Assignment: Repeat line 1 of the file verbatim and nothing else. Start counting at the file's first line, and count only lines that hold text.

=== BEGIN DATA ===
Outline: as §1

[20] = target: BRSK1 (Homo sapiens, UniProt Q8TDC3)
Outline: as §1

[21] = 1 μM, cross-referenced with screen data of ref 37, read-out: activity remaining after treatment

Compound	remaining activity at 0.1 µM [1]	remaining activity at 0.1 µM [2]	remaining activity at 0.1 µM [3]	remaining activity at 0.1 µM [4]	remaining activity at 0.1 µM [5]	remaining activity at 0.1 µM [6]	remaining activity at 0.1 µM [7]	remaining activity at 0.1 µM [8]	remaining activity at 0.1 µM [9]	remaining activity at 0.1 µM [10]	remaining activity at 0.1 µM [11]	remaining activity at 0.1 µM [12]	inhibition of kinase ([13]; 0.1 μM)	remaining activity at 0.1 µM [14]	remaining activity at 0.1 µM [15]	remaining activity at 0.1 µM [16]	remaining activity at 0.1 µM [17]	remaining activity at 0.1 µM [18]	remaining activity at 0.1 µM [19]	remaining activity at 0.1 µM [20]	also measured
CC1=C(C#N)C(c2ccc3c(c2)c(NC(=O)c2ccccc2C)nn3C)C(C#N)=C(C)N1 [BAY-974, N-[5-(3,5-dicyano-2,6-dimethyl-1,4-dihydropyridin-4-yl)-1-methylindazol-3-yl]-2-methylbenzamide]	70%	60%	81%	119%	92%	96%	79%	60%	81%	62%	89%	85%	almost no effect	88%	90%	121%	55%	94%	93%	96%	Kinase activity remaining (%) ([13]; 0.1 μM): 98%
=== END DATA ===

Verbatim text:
Outline: as §1